The city’s energy distributor is planning to give Muscovites a choice between traditional sources of energy and eco-friendly ones.
The new project, dubbed “Green Energy,” will focus on bringing electricity generated from renewable sources right into residents’ homes.
This “green” power will come from small hydroelectric power stations and incineration plants, which will sign personal contracts with ecologically-conscious Muscovites. The option will also be available for residents of the Moscow region, as well as for small businesses.
The scheme may turn out to be a viable alternative to a state stimulus package that has been on offer since 2007. The energy provider argues that the new approach to the promotion of green energy will be much more effective that the vague parameters of the stimulus plan.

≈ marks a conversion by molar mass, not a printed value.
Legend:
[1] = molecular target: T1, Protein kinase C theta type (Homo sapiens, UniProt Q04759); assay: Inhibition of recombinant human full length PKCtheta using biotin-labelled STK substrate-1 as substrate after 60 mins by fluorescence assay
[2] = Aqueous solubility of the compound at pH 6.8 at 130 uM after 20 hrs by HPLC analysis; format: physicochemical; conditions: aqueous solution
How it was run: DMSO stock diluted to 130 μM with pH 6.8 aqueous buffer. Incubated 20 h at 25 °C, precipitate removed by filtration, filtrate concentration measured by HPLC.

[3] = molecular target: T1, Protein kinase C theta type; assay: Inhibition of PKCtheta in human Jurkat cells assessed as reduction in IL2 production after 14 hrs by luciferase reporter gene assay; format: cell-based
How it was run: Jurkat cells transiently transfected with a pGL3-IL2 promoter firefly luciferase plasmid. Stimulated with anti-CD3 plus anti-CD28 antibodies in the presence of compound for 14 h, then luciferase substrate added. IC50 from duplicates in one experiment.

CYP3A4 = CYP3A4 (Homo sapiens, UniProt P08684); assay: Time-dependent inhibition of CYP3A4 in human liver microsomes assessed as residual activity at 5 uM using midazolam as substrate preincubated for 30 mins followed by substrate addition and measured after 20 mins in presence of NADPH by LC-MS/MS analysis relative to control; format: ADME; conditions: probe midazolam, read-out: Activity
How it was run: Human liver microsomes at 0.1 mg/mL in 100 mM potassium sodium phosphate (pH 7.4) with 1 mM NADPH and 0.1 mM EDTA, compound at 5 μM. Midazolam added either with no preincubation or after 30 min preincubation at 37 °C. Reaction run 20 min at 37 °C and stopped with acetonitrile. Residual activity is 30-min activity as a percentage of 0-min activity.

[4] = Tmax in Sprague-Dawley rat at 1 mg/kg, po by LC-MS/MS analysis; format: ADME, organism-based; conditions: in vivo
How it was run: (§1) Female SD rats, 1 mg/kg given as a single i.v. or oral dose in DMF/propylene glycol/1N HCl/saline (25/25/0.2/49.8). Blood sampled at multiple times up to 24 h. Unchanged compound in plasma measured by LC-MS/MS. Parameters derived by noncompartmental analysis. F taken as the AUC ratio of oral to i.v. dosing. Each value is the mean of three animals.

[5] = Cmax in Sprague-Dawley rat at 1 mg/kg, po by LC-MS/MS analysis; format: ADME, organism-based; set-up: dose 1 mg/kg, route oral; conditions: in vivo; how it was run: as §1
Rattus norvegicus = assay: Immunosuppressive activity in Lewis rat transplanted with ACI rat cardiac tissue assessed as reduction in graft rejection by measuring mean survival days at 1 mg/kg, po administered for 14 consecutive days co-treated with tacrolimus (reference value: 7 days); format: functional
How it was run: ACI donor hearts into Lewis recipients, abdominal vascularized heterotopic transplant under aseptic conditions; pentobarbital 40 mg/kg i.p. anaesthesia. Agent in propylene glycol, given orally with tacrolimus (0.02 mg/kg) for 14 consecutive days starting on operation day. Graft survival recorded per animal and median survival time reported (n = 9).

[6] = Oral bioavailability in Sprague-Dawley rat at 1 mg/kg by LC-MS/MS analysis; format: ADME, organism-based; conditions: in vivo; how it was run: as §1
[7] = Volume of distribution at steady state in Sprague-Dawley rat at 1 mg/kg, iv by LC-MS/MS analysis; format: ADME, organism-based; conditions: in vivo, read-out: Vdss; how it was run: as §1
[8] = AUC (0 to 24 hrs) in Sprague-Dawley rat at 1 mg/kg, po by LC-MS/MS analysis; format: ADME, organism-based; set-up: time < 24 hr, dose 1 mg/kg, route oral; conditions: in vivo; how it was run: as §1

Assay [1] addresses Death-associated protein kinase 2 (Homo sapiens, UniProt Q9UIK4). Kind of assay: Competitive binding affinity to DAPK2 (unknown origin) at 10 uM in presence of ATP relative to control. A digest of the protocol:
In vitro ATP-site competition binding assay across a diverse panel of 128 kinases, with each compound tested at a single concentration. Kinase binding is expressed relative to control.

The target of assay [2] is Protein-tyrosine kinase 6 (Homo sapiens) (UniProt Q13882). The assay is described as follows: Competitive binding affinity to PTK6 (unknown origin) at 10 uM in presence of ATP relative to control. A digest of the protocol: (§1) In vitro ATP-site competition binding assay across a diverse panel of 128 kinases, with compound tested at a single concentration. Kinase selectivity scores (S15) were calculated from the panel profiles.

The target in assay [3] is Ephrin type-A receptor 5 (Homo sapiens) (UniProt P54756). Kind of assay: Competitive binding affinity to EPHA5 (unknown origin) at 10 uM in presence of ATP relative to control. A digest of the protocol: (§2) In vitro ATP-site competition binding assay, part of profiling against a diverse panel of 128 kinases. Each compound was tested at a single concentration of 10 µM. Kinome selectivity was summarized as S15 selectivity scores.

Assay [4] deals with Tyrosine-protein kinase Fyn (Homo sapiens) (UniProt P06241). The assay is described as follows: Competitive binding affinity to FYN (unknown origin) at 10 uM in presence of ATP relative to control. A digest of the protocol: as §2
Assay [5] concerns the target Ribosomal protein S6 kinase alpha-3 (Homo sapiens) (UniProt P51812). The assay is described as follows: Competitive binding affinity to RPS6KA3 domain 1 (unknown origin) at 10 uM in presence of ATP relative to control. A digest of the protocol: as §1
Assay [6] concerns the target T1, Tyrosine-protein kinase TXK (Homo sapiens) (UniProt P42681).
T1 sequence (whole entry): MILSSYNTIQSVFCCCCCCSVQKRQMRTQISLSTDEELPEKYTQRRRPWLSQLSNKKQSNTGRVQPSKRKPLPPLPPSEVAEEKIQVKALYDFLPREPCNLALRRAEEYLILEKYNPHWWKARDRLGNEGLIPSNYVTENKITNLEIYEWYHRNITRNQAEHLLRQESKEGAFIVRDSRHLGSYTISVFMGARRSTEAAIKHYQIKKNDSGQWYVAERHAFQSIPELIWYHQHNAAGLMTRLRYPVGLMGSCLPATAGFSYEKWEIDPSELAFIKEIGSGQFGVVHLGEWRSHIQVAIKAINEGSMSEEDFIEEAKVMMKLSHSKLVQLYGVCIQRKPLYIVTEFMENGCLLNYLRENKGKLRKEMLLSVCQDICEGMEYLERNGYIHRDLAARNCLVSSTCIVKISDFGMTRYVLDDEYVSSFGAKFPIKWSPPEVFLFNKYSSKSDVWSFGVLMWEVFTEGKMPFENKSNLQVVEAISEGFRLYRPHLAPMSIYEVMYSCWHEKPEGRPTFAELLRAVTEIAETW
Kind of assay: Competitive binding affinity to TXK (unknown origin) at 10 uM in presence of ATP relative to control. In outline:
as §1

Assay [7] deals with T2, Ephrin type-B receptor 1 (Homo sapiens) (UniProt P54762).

As evidence, the company cites examples from the European Union and the US: despite steeper bills, many households have shifted to “green electricity.”
How much eco-friendly power will cost in Russia is still unknown. In Holland, the difference in cost between traditional energy and eco-friendly power is 10 to 20 percent. Representatives of the Moscow energy distribution company say that it is unlikely that the extra charge will be too high.
Environmentalists, however, have raised doubts about how green the scheme really is.
“Incineration plants have nothing to do with green energy,” Vladimir Chuprov, head of the Energy Department at Greenpeace Russia, told RT. “Green energy must have a negative carbon balance. It can’t generate greenhouse gases. This kind of PR is misleading.”
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